Contract Formation: Everything You Need to Know
Contract formation is an important determination a court must make when a party files a suit claiming a breach of contract.3 min read
Contract formation is an important determination a court must make when a party files a suit claiming a breach of contract. If a contract was never formed, then there could not have been a breach.
A contract is an agreement between two or more parties intended to bind both parties. Contracts specify the terms of the agreement between the parties.
There is no general requirement that a contract be in writing. A contract may be made orally; however, the Statute of Frauds requires certain types of contracts to be in writing.
There are three elements of Contract Formation:
- An offer
- An acceptance
- A Consideration
At least two parties are required to form a contract. The offeror makes the offer; the offeree accepts.
An offer is a clear expression of a willingness to contract with the intention that it bind the offeror to what has been agreed to as soon as the offeree accepts it.
A genuine offer is different from what is known as an "invitation to offer."
- Auctions: When an auctioneer calls for bids, this is not a genuine offer, but rather a request for offers. The bids made on items are the offers, which the auctioneer can then accept or reject. The person who makes the bid can revoke his bid before the auctioneer accepts it.
- Display of Goods/Statement of Price: A price tag is not an offer. This is an invitation for customers to buy.
- Advertisements/Tenders: Advertisements are invitations to make an offer. An order form sent in by a customer would be considered the offer. However, advertisements may be considered offers if they are and offer to form a unilateral contract. A reward to find a missing cat would be a unilateral offer that can be accepted by performance: finding the cat.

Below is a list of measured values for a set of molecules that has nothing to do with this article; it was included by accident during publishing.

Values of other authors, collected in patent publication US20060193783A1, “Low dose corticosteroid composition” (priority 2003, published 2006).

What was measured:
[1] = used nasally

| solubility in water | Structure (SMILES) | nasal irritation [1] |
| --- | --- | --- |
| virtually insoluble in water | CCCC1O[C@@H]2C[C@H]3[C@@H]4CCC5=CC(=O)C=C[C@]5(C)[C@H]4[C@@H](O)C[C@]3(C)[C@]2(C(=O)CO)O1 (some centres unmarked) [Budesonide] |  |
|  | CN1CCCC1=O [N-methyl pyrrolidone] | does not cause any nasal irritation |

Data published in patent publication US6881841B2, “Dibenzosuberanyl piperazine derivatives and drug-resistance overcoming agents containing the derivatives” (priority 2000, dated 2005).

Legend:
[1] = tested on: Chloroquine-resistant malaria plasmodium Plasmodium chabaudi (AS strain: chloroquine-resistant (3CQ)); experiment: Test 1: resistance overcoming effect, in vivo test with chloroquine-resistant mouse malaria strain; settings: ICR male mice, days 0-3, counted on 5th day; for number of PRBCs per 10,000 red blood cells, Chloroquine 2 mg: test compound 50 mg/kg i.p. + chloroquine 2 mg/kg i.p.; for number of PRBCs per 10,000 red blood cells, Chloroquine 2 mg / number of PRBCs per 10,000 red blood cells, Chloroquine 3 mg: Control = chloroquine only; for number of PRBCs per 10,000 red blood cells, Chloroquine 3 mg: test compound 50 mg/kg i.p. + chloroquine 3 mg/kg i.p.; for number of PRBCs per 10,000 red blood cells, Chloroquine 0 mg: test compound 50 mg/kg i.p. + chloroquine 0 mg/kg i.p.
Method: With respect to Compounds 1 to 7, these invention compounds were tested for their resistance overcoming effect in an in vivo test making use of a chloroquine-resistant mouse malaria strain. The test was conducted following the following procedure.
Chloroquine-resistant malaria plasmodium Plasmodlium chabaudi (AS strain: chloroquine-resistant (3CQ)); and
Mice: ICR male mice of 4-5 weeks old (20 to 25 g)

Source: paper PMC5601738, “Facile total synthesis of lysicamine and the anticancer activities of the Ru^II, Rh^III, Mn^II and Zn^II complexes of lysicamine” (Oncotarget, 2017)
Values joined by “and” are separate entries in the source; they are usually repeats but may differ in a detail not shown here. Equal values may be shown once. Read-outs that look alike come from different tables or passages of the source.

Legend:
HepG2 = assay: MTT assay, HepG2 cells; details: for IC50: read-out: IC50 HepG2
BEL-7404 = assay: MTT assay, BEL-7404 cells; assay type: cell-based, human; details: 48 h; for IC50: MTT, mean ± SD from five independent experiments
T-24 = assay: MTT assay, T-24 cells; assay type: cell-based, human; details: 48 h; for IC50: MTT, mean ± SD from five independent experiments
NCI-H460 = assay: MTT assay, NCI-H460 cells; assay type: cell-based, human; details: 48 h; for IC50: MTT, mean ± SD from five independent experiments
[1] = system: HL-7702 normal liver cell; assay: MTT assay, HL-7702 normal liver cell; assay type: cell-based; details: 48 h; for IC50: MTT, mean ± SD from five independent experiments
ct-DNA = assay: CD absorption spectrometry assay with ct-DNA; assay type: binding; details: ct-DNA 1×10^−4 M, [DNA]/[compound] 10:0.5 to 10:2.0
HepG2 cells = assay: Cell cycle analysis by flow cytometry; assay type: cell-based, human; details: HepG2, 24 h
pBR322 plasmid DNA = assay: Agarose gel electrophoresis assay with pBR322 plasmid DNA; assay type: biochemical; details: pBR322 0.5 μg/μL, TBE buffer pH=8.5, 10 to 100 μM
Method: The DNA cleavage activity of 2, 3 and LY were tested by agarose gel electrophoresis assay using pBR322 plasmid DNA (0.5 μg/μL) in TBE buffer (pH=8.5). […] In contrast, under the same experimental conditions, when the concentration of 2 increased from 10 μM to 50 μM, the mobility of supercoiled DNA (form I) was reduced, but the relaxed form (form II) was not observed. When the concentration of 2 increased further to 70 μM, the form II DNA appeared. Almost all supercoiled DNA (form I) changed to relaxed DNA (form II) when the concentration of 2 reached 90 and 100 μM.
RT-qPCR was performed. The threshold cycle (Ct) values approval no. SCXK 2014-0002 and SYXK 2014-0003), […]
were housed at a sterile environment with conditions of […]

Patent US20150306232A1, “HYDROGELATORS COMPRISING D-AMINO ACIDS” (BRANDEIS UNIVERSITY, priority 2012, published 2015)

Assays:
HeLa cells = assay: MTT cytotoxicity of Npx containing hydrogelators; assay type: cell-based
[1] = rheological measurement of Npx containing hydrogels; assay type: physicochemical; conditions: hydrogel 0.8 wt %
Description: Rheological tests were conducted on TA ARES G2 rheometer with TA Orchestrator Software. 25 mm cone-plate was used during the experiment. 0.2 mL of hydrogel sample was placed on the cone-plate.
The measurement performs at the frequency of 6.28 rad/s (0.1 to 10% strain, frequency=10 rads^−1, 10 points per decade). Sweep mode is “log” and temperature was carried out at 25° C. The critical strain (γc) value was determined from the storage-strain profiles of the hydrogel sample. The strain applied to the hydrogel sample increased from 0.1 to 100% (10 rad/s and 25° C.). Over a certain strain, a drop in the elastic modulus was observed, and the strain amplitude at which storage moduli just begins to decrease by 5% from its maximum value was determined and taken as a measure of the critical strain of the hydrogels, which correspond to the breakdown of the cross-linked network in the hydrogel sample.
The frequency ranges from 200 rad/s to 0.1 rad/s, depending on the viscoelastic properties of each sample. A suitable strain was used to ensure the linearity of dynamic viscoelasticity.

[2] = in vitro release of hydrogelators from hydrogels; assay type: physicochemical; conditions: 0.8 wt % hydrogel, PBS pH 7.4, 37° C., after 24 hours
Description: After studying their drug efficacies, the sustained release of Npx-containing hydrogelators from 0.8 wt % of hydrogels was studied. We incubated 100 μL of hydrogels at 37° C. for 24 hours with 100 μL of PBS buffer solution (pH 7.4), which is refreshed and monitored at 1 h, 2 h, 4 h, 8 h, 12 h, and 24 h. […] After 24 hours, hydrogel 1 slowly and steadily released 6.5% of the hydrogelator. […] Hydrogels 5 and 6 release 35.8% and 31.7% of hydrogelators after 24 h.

Acceptance may be expressed through words, deeds, or performance. If a specific method of acceptance is called for in the contract, acceptance must be in that form. However, if a method of acceptance is not specified, it may be through reasonable means.
The default rule is that an acceptance must be a final and unqualified acceptance of all of the terms of the offer. To make a binding contract the acceptance must exactly match the offer.
In certain cases, it is possible to have a binding contract without a matching offer and acceptance.
If in a reply to an offer, an offeree
- Introduces a new term
- Varies the terms of the offer
- Puts a condition in the acceptance
that reply is not an acceptance and will not be binding. Instead, the reply is treated as a "counteroffer." The original offeror may accept or reject this new offer. If the offeror accepts, a contract has been formed with the new terms or condition.
If an offeree requests information regarding the original offer, this is not a counter-offer.
Battle of the Forms
If the parties to a contract are merchants, additional, conditional, or different terms added by the offeree may become a part of the contract instead of being considered a counteroffer. They will not if one or more of the following is true:
- The offeree conditions acceptance on the new terms
- The new terms materially alter the contract
- The offeror objects to the new terms within a reasonable time
Both parties must receive valuable consideration for performance of their side of the contract. If there is no consideration given by one or both sides of a contract, then the exchange is considered a gift. A gift is transferring property, money, etc. to another, without anything in return. Failure to give a gift, even if you promised to do so, is not a breach of contract because there is no consideration.
Meeting of the Minds
In order for a contract to be valid, there must be “a meeting of the minds” regarding the agreement. Both parties must understand and agree to the same terms, duties, rights, and responsibilities of both parties under the contract.
Burden of Proof
If a party provides proof that all three of these elements have been met, that party has made a prima facie case that a contract existed. If a party would like to challenge the formation of the contract, it must present evidence to refute at least one of the elements.
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